Eye Movement Desensitization Reprocessing or EMDR is an innovative therapeutic technique that is used to treat PTSD, anxiety, panic and depression.
EMDR was developed by Dr. Francine Shapiro in 1991. Dr. Shapiro formulated a theory that some traumatic memories get stuck in the right or emotional side of our brain rather than getting filed away in the left or logical side.
When these memories are stored in the right side of the brain, other experiences that follow the same brain path as the original trauma will also trigger the same traumatic response. So a trauma that involves a feeling of not being safe will be triggered anytime you feel your safety is threatened.
An example of this is a war veteran being triggered by any sound that reminds him or her of an explosion. The veteran will hear a noise and go into a flight-or-fight response because the brain believes one's life could be in danger.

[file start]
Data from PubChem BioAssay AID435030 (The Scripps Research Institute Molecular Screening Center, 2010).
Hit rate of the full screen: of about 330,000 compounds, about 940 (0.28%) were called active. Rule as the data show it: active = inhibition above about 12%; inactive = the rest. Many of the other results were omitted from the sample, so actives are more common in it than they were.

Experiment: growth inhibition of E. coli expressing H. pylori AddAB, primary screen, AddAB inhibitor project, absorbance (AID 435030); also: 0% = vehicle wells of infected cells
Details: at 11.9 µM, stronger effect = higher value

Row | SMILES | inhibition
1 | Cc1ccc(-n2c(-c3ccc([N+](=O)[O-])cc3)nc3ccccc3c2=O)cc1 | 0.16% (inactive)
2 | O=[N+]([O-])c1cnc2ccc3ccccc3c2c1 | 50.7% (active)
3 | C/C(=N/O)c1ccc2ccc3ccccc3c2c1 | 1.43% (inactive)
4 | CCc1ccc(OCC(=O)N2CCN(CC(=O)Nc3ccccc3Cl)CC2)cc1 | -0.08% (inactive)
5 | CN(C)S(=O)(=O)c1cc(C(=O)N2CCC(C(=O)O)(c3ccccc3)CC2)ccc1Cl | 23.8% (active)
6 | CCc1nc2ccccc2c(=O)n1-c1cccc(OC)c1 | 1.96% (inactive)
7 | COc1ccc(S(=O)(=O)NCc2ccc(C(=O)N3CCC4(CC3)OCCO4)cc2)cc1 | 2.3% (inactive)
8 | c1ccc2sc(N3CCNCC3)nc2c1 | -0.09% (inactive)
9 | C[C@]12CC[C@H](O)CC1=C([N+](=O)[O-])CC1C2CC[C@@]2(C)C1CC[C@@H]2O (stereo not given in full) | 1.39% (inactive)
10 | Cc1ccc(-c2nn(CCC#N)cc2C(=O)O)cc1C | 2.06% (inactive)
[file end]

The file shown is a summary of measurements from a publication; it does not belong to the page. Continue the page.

To resolve the misfiling of the memory using EMDR, you think about the traumatic memory while simultaneously receiving alternating bilateral atimulation. This stimulation is provided by either eye movements or by using a device that is held in the left and right hands and alternately buzzes.
The alternating brain stimulation causes the memory to be reprocessed and moved to the left side of the brain. There the memory no longer causes the person to have a traumatic reaction when he or she is triggered.
This sounds unusual but more than once I have seen someone come in and have their PTSD symptoms resolve in just a few sessions. A person who is afraid to drive on the freeway after a car accident can often find relief in one session where a person who has had serious multiple traumas will take longer to resolve their symptoms.
If you decide to do EMDR you should find a therapist who is either Level II trained or certified in the technique. For more information on the research behind EMDR please go to www.emdr.com.